The basic field-effect transistor consists of a slab of either n- or p-type semiconductor material with an electrode at either end, and two electrodes along the sides as shown in Fig. 3. Observe that the side electrodes are tied together and thus function as a single element. By convention, the terminal into which current is injected is called the source, and the output terminal is called the drain. The remaining electrode, which serves as a control element, is called the gate. Notice how FET terminology thus differs from that of both vacuum tubes and junction transistors.

JFET can be manufactured by diffusing p-type gates - RF Cafe

Fig. 7 - A JFET can be manufactured by diffusing p-type gates on either side of an n-type substrate, and then attaching suitable electrodes.

Junction FET features single-ended construction - RF Cafe

Fig. 8 - This junction FET features single-ended construction. Here, an n-type channel is formed on one side only of a p-type substrate by photo-masking, etching, and impurity diffusion processes. The surface is covered with an insulating oxide layer through which holes are cut for electrode connections.

Insulated-gate field-effect transistor (IGFET) - RF Cafe

Fig. 9 - Cross-section view of insulated-gate field-effect transistor (IGFET) shows gate metal contacts insulated by a thin layer of oxide which, together with the semiconductor channel, forms a capacitor. The metal contacts serve as one plate while the substrate material serves as other plate of capacitor.

How the FET Works. The basic junction FET (JFET) is essentially a bar of doped silicon that behaves like any ordinary resistor. Refer to Fig. 4 and assume that the FET is made up of an n-type substrate (material). Then, current through the device will consist principally of electrons as majority carriers. Consider what happens when a d.c. voltage is applied to the source and drain electrodes, while the gate is at zero bias. Under these conditions the device behaves more or less like an ordinary resistor. Within limits, source-drain current flow is directly proportional to applied voltage.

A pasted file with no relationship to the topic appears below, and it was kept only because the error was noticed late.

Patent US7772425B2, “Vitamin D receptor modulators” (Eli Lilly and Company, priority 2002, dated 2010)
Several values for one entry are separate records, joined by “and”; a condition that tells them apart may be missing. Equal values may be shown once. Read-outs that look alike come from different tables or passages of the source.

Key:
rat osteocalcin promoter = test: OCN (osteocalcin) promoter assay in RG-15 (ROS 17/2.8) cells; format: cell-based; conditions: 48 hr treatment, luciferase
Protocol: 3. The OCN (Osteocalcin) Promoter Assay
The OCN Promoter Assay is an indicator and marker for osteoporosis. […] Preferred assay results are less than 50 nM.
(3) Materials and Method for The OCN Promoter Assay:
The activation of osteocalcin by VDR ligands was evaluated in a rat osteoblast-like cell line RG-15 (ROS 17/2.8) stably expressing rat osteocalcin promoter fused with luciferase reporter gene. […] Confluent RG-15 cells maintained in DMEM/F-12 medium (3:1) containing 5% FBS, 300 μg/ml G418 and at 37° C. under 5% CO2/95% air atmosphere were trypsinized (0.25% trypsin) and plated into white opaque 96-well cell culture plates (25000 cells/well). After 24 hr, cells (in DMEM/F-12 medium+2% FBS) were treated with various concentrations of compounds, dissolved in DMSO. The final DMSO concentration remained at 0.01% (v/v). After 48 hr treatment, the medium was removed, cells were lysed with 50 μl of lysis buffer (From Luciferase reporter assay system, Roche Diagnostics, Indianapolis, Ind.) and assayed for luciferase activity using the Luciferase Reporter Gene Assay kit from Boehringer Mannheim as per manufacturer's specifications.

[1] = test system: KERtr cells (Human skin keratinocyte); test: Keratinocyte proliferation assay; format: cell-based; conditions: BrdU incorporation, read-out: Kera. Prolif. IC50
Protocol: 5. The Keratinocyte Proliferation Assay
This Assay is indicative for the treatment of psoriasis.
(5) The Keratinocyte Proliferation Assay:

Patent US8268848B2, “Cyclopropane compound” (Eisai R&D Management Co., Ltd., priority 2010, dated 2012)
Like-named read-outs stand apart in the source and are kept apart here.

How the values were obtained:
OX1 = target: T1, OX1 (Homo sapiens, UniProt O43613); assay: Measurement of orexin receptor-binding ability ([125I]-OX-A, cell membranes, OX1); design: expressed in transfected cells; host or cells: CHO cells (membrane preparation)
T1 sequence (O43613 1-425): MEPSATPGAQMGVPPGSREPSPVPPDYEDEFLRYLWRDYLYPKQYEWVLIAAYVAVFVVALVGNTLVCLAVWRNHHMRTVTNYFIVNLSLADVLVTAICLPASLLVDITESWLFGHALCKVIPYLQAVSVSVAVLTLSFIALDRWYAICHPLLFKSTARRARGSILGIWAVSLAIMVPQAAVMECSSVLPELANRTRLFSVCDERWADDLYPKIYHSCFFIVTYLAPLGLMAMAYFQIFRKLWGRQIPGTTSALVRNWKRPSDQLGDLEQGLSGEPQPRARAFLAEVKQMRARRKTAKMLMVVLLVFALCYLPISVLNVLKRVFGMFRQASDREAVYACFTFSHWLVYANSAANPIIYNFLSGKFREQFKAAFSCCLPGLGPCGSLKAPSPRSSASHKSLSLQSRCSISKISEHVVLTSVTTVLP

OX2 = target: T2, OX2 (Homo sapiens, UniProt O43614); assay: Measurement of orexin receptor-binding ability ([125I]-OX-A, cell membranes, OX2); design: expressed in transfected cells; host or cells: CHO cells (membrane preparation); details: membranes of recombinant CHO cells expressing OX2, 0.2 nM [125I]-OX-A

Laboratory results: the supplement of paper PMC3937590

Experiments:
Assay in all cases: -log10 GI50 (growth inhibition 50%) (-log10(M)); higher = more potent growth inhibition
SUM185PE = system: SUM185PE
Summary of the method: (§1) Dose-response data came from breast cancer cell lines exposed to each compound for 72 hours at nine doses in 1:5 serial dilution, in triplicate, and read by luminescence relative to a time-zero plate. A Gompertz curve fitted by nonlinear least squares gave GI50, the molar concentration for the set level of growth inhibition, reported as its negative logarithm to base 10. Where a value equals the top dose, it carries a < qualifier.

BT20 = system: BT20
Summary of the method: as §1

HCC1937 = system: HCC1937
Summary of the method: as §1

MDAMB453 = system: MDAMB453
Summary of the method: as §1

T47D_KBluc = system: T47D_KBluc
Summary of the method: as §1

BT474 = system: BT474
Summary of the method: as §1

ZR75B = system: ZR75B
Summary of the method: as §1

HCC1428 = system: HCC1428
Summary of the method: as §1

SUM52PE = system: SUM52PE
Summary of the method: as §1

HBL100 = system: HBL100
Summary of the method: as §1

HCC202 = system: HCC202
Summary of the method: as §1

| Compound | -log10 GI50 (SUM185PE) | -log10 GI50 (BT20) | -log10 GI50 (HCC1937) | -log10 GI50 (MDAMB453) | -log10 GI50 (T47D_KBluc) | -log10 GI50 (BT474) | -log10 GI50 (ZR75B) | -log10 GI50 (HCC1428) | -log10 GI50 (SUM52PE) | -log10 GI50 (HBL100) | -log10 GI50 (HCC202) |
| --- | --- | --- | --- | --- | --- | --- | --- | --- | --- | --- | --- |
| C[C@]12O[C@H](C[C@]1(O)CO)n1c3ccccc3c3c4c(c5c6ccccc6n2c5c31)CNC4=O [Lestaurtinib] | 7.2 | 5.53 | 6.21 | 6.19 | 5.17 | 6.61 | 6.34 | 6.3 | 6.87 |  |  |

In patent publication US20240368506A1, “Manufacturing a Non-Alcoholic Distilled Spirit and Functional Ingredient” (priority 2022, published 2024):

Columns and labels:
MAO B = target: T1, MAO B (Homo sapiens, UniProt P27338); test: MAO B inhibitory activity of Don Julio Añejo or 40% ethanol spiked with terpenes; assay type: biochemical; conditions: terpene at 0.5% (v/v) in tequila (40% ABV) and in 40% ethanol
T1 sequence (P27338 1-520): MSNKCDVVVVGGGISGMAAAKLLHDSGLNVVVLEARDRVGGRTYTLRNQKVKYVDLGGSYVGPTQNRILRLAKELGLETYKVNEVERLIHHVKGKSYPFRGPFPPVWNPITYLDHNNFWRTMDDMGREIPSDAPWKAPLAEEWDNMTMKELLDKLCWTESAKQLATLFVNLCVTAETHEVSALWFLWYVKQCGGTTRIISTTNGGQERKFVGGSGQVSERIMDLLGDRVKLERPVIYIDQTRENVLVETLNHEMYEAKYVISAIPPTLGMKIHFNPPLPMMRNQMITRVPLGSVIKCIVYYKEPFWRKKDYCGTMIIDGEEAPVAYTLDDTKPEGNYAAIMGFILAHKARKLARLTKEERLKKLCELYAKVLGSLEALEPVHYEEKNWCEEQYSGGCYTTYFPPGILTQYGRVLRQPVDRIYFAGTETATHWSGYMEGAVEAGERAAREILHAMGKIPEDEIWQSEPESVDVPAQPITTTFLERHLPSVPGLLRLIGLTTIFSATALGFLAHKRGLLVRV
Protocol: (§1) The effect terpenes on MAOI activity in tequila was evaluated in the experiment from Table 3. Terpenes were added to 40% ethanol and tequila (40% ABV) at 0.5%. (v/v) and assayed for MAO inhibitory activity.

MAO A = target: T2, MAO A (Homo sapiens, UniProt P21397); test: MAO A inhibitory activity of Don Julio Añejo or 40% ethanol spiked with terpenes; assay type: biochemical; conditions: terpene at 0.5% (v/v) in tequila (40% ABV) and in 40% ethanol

Now suppose a reverse bias is applied to the gate. (This would be a voltage of the same polarity as the majority carriers; that is, negative for n-type material, positive for p-type material.) The gate voltage would then set up an electric field to repel the current carriers, and restrict the region through which they flow. This action is shown in Fig. 5. In essence, the current-carrying channel is depleted of current carriers within areas immediately adjacent to the gate electrode. Logically enough, the regions where current movement is restricted are termed the depletion areas (sometimes referred to as zones or regions rather than areas).

A further increase in the reverse gate bias further expands the depletion areas, as shown in Fig. 6, further reducing drain-to-source current. Thus, with a given fixed gate bias, the drain current will vary with the signal applied to the gate. Note, also, that since the gate is reverse-biased, the FET has a very high input impedance when there is little or no drain current flow. The FET behaves much like a vacuum tube in that drain current is controlled by an electric field set up by the gate voltage.

Consider what happens when the gate bias is zero and the source-drain voltage is gradually increased. Up to a point, drain current will increase linearly as in a resistor. However, the drain current flowing along the channel sets up an internal reverse bias along the surface of the gate. This, in turn, establishes an electric field which causes a gradual increase in the depletion areas similar to the effect produced by the application of an external gate bias. Eventually, the increase in the depletion areas, which tends to limit drain current, reaches the point where it counterbalances the drain current increase. From then on, there can be no further increase in drain current regardless of any further increase in drain-source voltage.